Starstruck is clearly the product of people who unabashedly love rom-coms. Inspired by the genre’s classics, the two short six-episode seasons provide a light-hearted modern update with a protagonist who toys with expectations. I’ll keep it vague, but the first season’s final moments are so lovely and understated that the tenderness took my breath away. With such a short running time, Starstruck makes for a quick watch that leaves you wanting to linger in the escapist joy for a little longer. Just like a good rom-com should. —Annie Lyons
Dash & Lily
Christmas in New York is a fabled institution. NYC is the home of the high-kicking Rockettes and the carefully curated Rockefeller tree; a place where gigantic ornaments line the streets of Midtown, and holiday markets pop up throughout the city as soon as the weather starts to turn. It’s hard to not get swept up in the magic of December in the city—except of course if you’re not a Christmas person, like Dash (Austin Abrams) in Netflix’s charming romance Dash & Lily.
Based on the novel Dash & Lily’s Book of Dares, the eight-episode series is a scavenger hunt through a lived-in New York City, starting at the most romantic place of them all: The Strand Bookstore. Lily (Midori Francis), a lovelorn Christmas truist, leaves a book of clues in the stacks that intrigues Dash (an intellectual teen who hates the entire idea of the holiday), in the hopes of forging a romantic connection on the page. After a series of dares that get each other out of their respective comfort zones and a romantic back-and-forth via written letters in a red notebook, the duo have to face the truth of how their love translates to real life.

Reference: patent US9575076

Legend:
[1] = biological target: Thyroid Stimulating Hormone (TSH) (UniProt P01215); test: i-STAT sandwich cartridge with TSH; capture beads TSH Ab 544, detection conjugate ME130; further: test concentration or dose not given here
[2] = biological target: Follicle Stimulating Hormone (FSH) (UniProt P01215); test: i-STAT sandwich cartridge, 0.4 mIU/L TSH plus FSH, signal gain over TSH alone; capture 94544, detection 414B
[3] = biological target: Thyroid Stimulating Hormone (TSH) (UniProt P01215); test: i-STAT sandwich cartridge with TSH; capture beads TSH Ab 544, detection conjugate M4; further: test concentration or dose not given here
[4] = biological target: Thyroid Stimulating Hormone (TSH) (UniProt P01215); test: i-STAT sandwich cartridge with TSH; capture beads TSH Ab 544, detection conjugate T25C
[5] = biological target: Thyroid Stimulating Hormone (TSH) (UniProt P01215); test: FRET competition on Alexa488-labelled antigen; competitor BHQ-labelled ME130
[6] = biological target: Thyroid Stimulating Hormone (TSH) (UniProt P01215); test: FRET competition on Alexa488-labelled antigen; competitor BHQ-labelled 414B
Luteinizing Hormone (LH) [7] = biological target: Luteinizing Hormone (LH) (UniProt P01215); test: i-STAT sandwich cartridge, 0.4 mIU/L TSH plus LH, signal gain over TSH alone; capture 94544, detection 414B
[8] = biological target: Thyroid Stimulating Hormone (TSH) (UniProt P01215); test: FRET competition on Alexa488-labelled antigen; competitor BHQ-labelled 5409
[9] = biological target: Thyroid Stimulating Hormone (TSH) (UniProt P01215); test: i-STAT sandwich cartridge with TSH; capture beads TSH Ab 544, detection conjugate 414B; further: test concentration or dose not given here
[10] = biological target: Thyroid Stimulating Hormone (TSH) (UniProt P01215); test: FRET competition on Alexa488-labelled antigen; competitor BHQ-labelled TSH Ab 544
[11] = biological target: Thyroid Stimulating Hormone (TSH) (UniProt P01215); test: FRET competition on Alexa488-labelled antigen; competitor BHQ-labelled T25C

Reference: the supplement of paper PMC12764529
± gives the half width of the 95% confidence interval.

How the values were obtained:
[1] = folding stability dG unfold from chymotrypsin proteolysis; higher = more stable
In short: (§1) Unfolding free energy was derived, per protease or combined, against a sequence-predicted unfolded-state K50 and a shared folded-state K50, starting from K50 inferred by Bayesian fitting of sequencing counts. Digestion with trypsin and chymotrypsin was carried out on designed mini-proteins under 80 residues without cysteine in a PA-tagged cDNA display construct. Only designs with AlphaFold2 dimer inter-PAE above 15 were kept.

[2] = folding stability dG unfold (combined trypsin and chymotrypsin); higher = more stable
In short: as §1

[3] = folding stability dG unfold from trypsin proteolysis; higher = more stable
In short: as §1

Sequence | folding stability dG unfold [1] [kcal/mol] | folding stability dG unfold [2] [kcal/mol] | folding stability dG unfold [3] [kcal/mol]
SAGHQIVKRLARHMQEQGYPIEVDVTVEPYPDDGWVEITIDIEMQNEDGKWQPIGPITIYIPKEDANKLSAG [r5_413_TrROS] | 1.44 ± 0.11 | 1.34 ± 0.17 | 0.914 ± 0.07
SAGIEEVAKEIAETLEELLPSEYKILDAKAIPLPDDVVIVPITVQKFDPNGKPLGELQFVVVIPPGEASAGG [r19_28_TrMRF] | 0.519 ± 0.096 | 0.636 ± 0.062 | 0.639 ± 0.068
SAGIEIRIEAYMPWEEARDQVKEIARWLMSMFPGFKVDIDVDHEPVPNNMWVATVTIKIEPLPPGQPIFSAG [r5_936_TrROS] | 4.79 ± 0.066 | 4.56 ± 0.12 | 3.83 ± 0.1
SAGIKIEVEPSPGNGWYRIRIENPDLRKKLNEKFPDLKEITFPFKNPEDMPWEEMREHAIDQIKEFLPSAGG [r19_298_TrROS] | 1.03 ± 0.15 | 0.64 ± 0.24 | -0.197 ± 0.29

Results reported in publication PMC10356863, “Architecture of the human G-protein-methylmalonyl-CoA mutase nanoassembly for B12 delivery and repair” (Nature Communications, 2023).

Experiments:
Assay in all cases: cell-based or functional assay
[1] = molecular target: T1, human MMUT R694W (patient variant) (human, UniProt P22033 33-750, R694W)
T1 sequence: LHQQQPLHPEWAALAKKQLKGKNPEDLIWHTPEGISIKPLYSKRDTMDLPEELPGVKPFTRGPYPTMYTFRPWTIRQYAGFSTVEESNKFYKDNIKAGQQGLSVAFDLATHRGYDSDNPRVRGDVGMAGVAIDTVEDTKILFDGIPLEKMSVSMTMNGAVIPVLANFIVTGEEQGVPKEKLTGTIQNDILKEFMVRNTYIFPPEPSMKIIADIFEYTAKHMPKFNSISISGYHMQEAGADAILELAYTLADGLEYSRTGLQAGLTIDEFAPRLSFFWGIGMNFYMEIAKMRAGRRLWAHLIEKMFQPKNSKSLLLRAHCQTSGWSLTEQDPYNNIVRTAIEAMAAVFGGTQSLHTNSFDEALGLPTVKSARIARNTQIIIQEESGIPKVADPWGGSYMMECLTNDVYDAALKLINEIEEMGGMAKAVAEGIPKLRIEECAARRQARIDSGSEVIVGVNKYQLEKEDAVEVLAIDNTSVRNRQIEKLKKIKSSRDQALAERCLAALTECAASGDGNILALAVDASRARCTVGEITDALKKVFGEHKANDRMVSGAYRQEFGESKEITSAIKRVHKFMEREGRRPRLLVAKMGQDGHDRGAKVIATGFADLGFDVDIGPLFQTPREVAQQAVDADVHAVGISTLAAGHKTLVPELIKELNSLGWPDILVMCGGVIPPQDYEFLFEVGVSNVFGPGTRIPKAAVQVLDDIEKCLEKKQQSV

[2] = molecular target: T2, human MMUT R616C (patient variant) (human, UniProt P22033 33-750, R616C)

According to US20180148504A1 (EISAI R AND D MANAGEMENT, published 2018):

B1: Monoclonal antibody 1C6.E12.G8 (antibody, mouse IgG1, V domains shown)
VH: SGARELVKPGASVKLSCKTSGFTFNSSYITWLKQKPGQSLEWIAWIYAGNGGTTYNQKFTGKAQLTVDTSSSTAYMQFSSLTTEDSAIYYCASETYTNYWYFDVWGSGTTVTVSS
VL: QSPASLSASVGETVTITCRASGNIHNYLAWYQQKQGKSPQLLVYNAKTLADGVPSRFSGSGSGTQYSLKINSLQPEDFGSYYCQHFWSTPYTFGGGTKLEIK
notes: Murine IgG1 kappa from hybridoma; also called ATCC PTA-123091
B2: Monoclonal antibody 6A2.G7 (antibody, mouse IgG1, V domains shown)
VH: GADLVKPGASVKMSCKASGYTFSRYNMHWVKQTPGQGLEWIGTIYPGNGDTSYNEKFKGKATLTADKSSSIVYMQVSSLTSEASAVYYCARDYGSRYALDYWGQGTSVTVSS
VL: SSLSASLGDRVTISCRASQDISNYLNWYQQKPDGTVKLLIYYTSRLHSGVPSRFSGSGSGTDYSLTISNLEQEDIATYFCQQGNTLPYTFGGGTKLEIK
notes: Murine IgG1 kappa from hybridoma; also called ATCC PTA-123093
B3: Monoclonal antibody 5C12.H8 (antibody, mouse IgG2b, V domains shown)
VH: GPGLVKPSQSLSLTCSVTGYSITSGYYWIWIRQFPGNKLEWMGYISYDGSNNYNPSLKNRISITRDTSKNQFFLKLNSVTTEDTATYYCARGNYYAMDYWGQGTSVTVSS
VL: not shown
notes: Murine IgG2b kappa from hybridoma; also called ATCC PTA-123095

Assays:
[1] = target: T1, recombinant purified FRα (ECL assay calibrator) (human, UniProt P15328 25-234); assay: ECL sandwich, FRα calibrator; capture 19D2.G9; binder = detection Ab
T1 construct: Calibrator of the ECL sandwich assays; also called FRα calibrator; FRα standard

Dash & Lily is a delightful holiday-themed series that reminds us how festive and cozy the Christmas season normally feels, whether you usually celebrate in a city like New York or in your small hometown—or whether you celebrate Christmas at all. In a season of life now that continues to be unlike any other before it, celebrate the good things and treat yourself to a binge. —Radhika Menon
Kaitlin Thomas is an entertainment journalist and TV critic. Her work has appeared in TV Guide, Salon, and TV.com, among other places. You can find her tweets about TV, sports, and Walton Goggins @thekaitling or read more of her work at kaitlinthomas.com.